When and How to Spray Plum Trees for Pests

Growing fruit trees isn’t always easy. The pests, the late freezes, and the skill necessary to prune them right can feel a bit overwhelming.

It’s especially frustrating when someone gives you vague advice like “prune regularly” or “spray in the spring for pests.”

A close up vertical image of a hand from the bottom of the frame harvesting a ripe purple plum from the branch of a tree.

We link to vendors to help you find relevant products. If you buy from one of our links, we may earn a commission.

Spraying plum trees for pests requires precision, both to ensure that you take out the invaders that you’re gunning for, and so you don’t harm any wildlife that you didn’t intend to eradicate.

You can find more information on the basic ins and outs of growing your own plums in our article.

In this guide, we’ll explain how and when exactly to treat your plum trees for the best effect without unintended consequences.

We’ll break it down clearly so you won’t be left scratching your head wondering what you’re doing. Here’s what’s ahead:

Preventative Spraying vs. Treatment

To begin, there are two different types of spraying that you might need to do. The first is on a preventative schedule, and the second is in reaction to an infestation.

Preventative spraying is done on a set schedule regardless of whether there are pests around or not. Treatment is applied as needed when pests are present.

A close up horizontal image of a bee feeding from a plum tree flower.

You can follow a preventative schedule for your plum trees if you’ve had pest problems in the past or if you want to try to avoid them altogether. Treatments are only applied when necessary.

Keep in mind that you should try to limit spraying insecticides to avoid unintended consequences like harming bees, fish, or other wildlife.

Work towards creating a balanced, healthy garden that fosters natural predators and pollinators, and you’ll usually experience fewer pests.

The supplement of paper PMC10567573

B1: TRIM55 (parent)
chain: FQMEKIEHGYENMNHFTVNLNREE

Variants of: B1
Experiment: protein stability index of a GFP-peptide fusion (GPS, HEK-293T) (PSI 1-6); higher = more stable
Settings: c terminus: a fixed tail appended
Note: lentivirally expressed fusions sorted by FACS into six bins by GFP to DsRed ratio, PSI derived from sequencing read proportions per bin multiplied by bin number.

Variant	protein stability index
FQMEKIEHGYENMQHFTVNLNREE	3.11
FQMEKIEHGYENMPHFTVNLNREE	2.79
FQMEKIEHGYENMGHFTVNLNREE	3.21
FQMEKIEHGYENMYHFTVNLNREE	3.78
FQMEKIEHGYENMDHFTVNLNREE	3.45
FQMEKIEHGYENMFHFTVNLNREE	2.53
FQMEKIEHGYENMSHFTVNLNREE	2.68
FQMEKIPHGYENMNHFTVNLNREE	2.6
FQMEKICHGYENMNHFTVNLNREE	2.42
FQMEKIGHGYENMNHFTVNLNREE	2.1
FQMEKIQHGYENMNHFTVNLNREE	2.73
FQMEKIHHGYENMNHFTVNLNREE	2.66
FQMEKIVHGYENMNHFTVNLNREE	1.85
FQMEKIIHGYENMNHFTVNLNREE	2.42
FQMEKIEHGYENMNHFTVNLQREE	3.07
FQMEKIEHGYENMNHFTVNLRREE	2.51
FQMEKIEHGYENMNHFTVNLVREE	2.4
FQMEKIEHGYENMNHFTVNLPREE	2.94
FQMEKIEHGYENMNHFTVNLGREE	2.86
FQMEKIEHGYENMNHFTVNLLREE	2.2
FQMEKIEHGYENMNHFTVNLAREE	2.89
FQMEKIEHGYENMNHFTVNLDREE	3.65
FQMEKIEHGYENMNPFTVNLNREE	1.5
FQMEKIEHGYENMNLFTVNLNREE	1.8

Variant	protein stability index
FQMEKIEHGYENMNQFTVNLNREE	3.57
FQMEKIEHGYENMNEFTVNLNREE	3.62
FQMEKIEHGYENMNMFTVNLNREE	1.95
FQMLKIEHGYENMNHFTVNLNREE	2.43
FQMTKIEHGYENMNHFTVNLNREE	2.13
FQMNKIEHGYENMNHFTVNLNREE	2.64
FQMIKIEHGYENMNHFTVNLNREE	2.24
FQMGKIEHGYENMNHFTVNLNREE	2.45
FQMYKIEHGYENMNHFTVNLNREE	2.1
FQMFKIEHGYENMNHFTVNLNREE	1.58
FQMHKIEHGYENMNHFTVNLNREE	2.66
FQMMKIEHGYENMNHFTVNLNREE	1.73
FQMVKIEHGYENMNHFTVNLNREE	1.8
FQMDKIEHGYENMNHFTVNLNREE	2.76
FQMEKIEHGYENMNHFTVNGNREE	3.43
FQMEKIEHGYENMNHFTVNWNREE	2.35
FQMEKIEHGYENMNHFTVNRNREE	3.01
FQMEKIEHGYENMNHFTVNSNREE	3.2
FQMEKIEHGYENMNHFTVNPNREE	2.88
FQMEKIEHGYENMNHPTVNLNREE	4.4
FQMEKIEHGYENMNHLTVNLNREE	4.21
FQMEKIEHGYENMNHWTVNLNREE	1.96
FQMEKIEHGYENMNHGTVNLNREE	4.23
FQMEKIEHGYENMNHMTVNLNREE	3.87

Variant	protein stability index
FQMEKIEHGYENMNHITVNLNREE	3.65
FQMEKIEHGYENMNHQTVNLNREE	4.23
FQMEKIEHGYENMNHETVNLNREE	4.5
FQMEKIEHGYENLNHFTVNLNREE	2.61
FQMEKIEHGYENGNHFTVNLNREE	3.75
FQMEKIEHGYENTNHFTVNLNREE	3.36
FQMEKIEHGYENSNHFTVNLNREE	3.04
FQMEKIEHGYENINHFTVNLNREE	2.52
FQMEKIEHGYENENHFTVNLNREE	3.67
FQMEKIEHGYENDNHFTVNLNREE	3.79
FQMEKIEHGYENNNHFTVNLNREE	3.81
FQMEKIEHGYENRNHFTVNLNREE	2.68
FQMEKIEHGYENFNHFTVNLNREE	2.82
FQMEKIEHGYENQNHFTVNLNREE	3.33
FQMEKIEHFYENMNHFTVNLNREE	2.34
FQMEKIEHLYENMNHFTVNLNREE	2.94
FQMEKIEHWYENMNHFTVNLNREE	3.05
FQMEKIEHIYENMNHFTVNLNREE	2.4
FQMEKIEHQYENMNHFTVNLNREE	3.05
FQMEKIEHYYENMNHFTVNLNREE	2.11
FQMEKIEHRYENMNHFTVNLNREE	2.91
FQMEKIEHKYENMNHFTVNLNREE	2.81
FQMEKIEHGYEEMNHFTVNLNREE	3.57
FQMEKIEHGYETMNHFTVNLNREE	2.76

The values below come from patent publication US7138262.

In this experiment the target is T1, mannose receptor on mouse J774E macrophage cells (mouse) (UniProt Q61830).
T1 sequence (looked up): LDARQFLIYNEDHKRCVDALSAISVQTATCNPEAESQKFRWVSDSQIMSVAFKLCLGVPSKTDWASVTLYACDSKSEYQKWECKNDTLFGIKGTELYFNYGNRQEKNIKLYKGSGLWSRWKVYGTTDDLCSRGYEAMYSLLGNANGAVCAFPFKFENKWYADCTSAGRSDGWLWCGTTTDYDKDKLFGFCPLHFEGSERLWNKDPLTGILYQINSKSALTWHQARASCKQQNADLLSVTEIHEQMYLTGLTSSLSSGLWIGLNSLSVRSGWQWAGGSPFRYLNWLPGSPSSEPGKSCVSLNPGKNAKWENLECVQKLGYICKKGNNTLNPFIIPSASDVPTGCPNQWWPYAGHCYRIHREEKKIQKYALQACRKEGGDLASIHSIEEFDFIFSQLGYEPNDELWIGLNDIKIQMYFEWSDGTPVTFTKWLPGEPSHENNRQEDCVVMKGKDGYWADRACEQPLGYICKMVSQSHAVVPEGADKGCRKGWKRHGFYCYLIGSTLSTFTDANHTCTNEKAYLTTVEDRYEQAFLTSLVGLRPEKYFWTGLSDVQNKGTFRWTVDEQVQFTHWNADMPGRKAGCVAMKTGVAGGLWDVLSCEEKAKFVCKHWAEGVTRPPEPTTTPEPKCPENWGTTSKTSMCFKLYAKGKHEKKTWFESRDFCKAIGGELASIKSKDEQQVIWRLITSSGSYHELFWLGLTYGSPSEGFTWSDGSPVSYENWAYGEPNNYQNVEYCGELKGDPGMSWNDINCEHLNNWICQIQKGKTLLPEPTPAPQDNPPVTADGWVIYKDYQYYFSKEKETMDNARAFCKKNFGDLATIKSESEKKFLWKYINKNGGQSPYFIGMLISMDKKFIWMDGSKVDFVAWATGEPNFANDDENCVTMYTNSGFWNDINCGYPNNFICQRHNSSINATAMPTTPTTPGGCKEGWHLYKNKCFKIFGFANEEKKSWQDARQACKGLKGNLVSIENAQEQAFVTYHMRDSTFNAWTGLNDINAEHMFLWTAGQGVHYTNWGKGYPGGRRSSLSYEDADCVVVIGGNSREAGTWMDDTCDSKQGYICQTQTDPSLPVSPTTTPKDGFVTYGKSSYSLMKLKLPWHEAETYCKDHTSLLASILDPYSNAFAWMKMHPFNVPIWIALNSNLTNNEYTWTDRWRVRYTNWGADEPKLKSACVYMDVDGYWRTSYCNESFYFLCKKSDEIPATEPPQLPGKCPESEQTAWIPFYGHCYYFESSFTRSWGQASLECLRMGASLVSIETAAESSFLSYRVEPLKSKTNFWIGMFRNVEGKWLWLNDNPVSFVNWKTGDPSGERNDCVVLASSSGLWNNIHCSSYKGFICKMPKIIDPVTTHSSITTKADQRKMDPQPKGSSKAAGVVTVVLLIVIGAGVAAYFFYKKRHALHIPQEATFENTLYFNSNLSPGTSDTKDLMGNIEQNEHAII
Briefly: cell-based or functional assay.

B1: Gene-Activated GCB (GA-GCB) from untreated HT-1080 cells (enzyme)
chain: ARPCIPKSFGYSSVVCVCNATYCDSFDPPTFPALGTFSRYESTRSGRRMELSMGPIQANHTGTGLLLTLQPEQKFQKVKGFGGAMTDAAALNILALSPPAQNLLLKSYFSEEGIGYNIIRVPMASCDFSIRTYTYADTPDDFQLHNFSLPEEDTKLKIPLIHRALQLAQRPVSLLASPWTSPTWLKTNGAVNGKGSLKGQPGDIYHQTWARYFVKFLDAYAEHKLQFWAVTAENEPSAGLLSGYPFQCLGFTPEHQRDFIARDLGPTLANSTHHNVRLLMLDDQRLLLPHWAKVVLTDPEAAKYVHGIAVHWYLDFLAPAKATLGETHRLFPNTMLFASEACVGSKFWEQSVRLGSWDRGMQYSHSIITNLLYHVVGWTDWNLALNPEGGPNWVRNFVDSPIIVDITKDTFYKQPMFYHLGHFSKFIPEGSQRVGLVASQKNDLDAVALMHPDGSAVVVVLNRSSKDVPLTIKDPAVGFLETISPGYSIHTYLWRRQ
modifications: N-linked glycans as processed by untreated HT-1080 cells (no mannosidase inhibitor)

That said, sometimes the only way to keep your plum healthy is to spray away.

But unless you’ve had intense infestations in the previous year, stick to spraying only when you can positively identify pests rather than applying pesticides preventatively.

Late Winter

You might not have pest control on the brain when the weather is still cold and the garden is asleep. But that’s the best time to get ahead of pest problems.

Spraying with dormant oil in the late winter kills off a number of insects that overwinter in or near your trees. It’s one of the two most important times to treat your plums.

Dormant oils kill critters like aphids, scale, spider mites, and peach twig borers.

The downside to using dormant oils is that they can be toxic to fish if they get into waterways, and they can kill beneficial insects.

A close up horizontal image of the first shoots developing on a plum tree in spring pictured on a soft focus background.

Spray dormant oil on your plum trees before the leaf buds begin to swell. If you see any green coloring on the bud, it’s too late to treat because the oil can kill emerging leaves and flowers.

The temperature should be between 45 and 55°F with no residual frost on the plum trees and no frost in the immediate forecast.

Spray in the morning so the oil can dry before the evening. Avoid spraying in the strong afternoon sunlight because the oil can cause burns.

Dormant oils only work if they come in direct contact with the pests you’re trying to kill.

The oil needs to coat the egg or insect in order to suffocate it. That means you must be thorough and saturate the tree.

This type of product is indiscriminate, killing anything that it coats, so its use should be reserved for times when you’ve dealt with a pest in the past year that you couldn’t get rid of, or if you know a pest is present.

Because you will need to cover an entire tree (or several of them), look for a product that comes in a concentrate that you can mix with water and apply with a hose sprayer.

A close up of a bottle of Monterey Horticultural Oil isolated on a white background.

Monterey Horticultural Oil